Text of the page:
The Allied Race to Victory

The Air, Land, and Sea Campaigns that Ended WWII

Following the Japanese attack on Pearl Harbor and America’s entry into World War II, American efforts in the Pacific were focused on repelling Japanese forces from further expansion in the region. Through major naval engagements with the Imperial Japanese Navy at Coral Sea and Midway, the U.S. Navy halted the Japanese advance in the South Pacific while inflicting severe losses on the Japanese fleet.

By 1944 Allied forces had made significant progress in pushing the Japanese out of the South Pacific, and with Allied success in Europe, American leaders began shifting resources towards the war in the Pacific. Offensive operations proceeded on a two-prong approach with forces under General Douglas MacArthur in the southwest Pacific preparing to retake the Philippines, while forces under Admiral Chester Nimitz began an island-hopping campaign in the central Pacific.

The first major success for American forces in 1944 was the seizure of the Mariana Islands of Saipan, Guam, and Tinian in July and August. The victories provided Army Air Forces with needed airfields from which they could strike mainland Japan. The corresponding naval battle of the Philippine Sea resulted in the destruction of nearly the entire carrier-based aircraft fleet of the Imperial Japanese Navy, allowing American bombers to begin their campaign against mainland Japan.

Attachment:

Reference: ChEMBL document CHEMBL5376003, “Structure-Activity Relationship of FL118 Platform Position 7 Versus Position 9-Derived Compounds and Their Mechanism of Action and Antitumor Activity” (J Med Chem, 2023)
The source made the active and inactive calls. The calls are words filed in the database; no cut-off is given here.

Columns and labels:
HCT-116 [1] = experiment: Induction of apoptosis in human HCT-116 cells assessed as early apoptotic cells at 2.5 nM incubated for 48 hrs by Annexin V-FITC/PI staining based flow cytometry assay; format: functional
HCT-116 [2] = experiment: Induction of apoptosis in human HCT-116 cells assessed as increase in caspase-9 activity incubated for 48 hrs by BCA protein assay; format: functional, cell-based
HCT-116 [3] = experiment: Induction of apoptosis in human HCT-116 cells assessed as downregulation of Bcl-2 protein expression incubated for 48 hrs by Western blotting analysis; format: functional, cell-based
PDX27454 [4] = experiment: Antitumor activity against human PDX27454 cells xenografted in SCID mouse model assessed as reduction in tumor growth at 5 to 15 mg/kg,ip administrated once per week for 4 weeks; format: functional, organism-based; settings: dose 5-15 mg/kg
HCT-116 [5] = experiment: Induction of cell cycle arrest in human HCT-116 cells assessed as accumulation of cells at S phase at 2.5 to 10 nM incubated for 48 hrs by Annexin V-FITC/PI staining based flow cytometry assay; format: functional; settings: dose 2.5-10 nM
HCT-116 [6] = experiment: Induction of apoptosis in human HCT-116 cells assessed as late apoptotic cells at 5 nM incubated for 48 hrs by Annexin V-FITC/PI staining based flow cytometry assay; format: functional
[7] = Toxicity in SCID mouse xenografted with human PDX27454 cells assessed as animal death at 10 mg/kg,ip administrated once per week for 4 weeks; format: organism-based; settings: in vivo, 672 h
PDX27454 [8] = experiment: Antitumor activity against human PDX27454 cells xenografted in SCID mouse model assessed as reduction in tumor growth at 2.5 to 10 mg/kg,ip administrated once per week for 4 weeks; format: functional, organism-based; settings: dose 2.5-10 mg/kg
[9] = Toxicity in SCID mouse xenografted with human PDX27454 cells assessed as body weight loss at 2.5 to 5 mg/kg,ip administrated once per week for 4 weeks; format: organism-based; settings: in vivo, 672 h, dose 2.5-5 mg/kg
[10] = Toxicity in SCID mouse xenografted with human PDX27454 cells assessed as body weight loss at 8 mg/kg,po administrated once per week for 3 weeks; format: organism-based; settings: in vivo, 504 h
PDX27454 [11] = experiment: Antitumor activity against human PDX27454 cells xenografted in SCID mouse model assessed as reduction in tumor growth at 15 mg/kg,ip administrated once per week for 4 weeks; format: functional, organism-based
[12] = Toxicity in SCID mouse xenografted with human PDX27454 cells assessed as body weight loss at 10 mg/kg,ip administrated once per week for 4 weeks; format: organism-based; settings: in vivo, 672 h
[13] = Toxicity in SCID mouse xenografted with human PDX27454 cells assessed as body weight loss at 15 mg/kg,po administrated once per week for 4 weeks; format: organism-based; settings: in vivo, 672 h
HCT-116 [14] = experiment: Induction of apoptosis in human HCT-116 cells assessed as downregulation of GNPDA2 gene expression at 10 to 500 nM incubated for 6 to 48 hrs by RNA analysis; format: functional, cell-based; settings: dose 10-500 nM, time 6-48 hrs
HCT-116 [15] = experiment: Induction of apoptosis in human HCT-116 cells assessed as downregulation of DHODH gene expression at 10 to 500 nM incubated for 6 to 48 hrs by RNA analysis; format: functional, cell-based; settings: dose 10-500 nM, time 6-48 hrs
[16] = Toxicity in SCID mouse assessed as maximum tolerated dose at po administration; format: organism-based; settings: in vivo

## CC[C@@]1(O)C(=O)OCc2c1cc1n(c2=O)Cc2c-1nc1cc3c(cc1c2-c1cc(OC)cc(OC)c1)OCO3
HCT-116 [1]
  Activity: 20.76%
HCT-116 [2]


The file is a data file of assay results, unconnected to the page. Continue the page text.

In September of 1944, the US began the assault to retake the Philippines. The island nation was lost in 1942 when the Japanese defeated a joint force of Americans and Filipinos, forcing General MacArthur to flee the island with a promise to return. The campaign to retake the Philippines would be the largest campaign against the Japanese in the Pacific, beginning with soldiers and marines landing at Peleliu in September. Following their success, soldiers advanced on the Philippine island of Leyte in October, landing on the largest island of Luzon in January.

As MacArthur’s forces fought an entrenched enemy in the Philippines, marines under Admiral Nimitz assaulted the island of Iwo Jima in February and Okinawa in April of 1945. Securing these islands set the stage for a planned Allied assault on the Japanese mainland in the fall.American B-29 bombers of the 20th Air Force undertook a strategic bombing campaign against Japanese cities throughout the spring and summer of 1945. Targeting aircraft manufacturing, war industry, and shipping, the bombing sought to weaken Japanese military production. In its wake the bombing destroyed vast segments of the country, resulting in hundreds of thousands of casualties, and millions of displaced civilians. The attacks continued throughout the remainder of the war, culminating in the use of the atomic bombs against Hiroshima and Nagasaki in August 1945.

The combined air, land, and naval operations of Allied forces in the final year of the war were able to strip the Japanese hold in the Pacific and succeeded in forcing the Japanese leaders to surrender. Through the determination of American forces to counter overwhelming Japanese defenses and isolate their military from needed resources, the Allies were able to bring the war to the Japanese homeland, and ultimately its end.

The Allied Race to Victory